The Pulse: Jan. 22, 2021

Here's what you need to know about Edmonton today.

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  • -3°C: Light snow ending in the afternoon then a mix of sun and cloud. Wind becoming northwest 20 km/h gusting to 40 in the afternoon. High minus 3. Wind chill minus 13 in the morning and minus 8 in the afternoon. (forecast)
  • 5pm: The Oilers (2-3-0) will play the Maple Leafs (3-2-0) again in Toronto. (details)
  • 100: The Edmonton Federation of Community Leagues (EFCL) is celebrating its 100th birthday with a party on Jan. 23. (@EFCL)

'Innovative germ-killing biotechnology' rolling out at select Edmonton transit stations

'Innovative germ-killing biotechnology' rolling out at select Edmonton transit stations

By Jackson Spring Jackson Spring

The simple act of opening a bus station door can be anxiety-inducing during a pandemic.

As a potential solution, Edmonton Transit Service (ETS) has entered into a partnership with local startup Outbreaker Solutions Inc. to implement new antimicrobial push plates, made of compressed salt, on the doors of eight LRT stations and two transit centres in the city.

The push plates were installed at Bay/Enterprise Square LRT Station as of Jan. 19, said transit spokesperson Rowan Anderson. The others will be in place "over the next month or so."

The six-month pilot program won’t cost taxpayers anything, said Craig McKeown, director of operations and maintenance of ETS.

"We're allowing Outbreaker to utilize our public spaces ... to the benefit of our riders and our public, and to the benefit of Outbreaker, as (it gets) the opportunity to trial and test and continue to use its products, to see how well this works."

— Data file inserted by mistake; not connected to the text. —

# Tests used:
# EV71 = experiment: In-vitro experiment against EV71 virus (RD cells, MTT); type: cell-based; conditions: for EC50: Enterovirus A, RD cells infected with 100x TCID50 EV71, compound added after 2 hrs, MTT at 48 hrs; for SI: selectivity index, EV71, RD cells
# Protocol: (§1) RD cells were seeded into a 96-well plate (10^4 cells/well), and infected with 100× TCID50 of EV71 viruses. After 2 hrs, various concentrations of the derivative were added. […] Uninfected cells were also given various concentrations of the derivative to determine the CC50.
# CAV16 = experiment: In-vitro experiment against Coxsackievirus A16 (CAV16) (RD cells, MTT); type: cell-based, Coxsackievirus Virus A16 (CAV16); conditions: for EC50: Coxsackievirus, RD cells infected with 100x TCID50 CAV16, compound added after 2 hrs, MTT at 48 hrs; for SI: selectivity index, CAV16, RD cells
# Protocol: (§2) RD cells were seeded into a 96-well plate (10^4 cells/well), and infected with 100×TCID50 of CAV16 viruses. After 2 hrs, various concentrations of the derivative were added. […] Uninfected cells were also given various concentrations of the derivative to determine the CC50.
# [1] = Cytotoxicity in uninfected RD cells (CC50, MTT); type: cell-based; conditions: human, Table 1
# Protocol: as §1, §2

McKeown added that there is an option to extend the agreement beyond six months, if the COVID-19 pandemic persists and the push plates are effective.

Matt Hodgson, co-founder of Outbreaker, said the sodium chloride surfaces can kill germs like bacteria, viruses, and fungi far faster than existing antimicrobial surfaces. They could be effective at reducing the spread of COVID-19. The salt is compressed into a "ceramic-like surface” and can be applied to any commonly touched areas.

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By Emily Rendell-Watson Emily Rendell-Watson

  • COVID-19 restrictions are still in place for local businesses, including the hospitality industry. This comes after personal and wellness services were allowed to open on Jan. 18.
  • Two Alberta towns are already feeling the pain of the cancellation of the Keystone XL pipeline. "It’s really disappointing for us,” said Douglas Irving, mayor of Hardisty. "It’s a big loss in revenue for the town — for our hotels and restaurants."
  • An unconscious bias training course will be mandatory for Edmonton police officers. "The module's objective is to give staff the chance to reflect on how unconscious biases can negatively impact their work, while offering strategies to manage those biases," writes CBC News.
  • The Jan. 21 COVID-19 update from the province marked 1,500 people lost to the pandemic since last March.
Spinoff targets cannabis bargain hunters

Spinoff targets cannabis bargain hunters